Home Books Two Truths and a Lie: by Ellen McGarrahan

Two Truths and a Lie: by Ellen McGarrahan

In 1990, Jesse Tafero was executed by electric chair in Florida, 14 years after his conviction for murdering two police officers. The execution was botched (up to a point; he did die) and soon the rumours of his innocence, which had continually circulated during the years of his incarceration began to resurface, re-opening the endless debate about the death penalty and making his case something of a cause célèbre. Which sounds like the set-up for a piece of crusading investigative journalism – and it is – but Two Truths and a Lie is not the book one might expect to read, or indeed the one that Ellen McGarrahan probably thought she was going to write.

McGarrahan witnessed the execution in her role as reporter for the Miami Herald and the events of that day have haunted her ever since. But, even after books and plays have been written and TV movies made, about the innocence of Jesse Tafero and the miscarriages of justice involved in the case, the truth of the events that put Tafero in jail and into the electric chair remain incredibly difficult to untangle. Two Truths and a Lie bears a passing resemblance to Truman Capote’s great In Cold Blood (1966), but whereas Capote’s cool novelistic prose served to take the author himself out of an investigation that he was in reality embroiled in, McGarrahan is unashamedly personal and emotive; and rightly so. There are in fact two mysteries at the heart of her book; not just who it was that killed the police officers at a highway rest area on that morning back in 1976, but also what it was that witnessing the execution in 1990 did to the author. And the truth is it derailed her life. Abandoning journalism – although her precise, informative, unwasteful prose remains journalistic in the best sense – she changed careers, eventually ending up working as a private investigator, leading ultimately to the decision to investigate the case which had affected her so deeply.

It’s a book devoted to the search for the actual, objective truth about a series of events, but it doesn’t pretend to be impersonal in itself; “The calm, controlled, rational private detective I was becoming examined the news stories, looking for clues. But it felt like there was a whole other part of myself still back in the death chamber, watching Jesse Tafero die.” The book has the drama and scope of a novel, as the investigation takes McGarrahan from her Michigan home back to Florida, to Ireland and even to Australia. But like all great works of non-fiction, Two Truths and a Lie has details that any novelist would consider to be too contrived or unbelievable to make up; arriving unannounced to interview an old acquaintance of Tafero on what turns out to be the morning that she has taken out the letters he wrote to her from prison and is about to burn them. Spotting one of the other suspects in the case – who happens to be on the run from the law – while she’s actually calling from a phone booth to say she that she can’t trace him. Then discovering that the runaway criminal has, in the years since the murder trial, become a kind of messiah figure in a UFO cult; but choosing to stay overnight in his trailer anyway. Not to mention tracking down one of the key figures in the case to an Adelaide Renaissance Faire of all places.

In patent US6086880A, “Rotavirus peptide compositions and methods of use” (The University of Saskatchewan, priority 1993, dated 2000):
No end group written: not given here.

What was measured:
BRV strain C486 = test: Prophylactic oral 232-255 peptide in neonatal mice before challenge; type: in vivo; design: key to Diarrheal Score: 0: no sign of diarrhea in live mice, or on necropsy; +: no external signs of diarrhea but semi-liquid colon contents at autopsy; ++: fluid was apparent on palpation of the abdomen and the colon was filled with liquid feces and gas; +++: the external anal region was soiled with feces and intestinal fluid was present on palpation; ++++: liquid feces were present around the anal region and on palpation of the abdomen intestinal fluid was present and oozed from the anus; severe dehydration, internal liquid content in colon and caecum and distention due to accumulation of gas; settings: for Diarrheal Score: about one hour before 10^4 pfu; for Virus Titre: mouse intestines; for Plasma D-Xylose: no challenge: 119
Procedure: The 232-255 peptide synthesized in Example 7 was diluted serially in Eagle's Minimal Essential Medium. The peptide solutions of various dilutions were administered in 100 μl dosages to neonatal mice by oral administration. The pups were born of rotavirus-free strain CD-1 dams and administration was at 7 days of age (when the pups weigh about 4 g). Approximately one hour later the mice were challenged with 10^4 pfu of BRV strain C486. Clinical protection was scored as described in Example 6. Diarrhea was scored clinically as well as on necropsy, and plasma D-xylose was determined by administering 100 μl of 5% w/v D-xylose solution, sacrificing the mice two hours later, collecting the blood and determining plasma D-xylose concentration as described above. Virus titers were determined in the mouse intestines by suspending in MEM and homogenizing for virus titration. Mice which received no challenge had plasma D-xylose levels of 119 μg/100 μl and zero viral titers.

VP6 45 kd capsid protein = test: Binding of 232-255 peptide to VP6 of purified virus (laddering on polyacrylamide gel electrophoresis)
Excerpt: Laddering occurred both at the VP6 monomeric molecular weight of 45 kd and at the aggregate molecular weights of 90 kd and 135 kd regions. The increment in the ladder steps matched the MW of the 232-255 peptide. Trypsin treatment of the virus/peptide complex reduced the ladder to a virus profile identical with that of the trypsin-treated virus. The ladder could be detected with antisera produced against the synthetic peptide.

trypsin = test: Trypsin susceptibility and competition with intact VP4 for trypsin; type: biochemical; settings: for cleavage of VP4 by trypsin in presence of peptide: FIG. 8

Like In Cold Blood, Two Truths and a Lie is a book that takes us to the human heart of a crime. These are events that have over the years been overshadowed by questions of who did what, and effaced by the memory of more recent, similar or even worse crimes – but they nonetheless took the lives of two – in the end three – human beings and had a seismic effect on the lives of the others who were involved. At its heart, the book is about the differences between justice and vengeance and the importance of the truth, but what crops up again and again in her investigation is a chilling indifference to the simple idea of objective fact; not only among the book’s cast of criminals, reformed criminals and suspects, but also establishment figures, lawyers and prosecutors.

The great strength of Two Truths and a Lie is that Ellen McGarrahan makes gripping, coherent narrative out of an investigation in which she was driven to the point of obsession to reveal a truth which must often have felt hopelessly out of reach. But, after despairing with the author in the face of the apparent unreliability of almost everybody involved in the case, conclusions are finally drawn that the reader can trust and if in the end McGarrahan never quite succeeds in bringing us the whole truth, she does at least offer nothing but the truth. In many ways Two Truths and a Lie is a bitter and sordid story, but just when it seems that there can be no real ending, McGarrahan brings it all together with a superb and heartfelt conclusion that transcends the case itself and is altogether satisfying.

An investigator battles to establish objective facts amidst four decades of conflicting subjective truths.
92 %
Forensic examination

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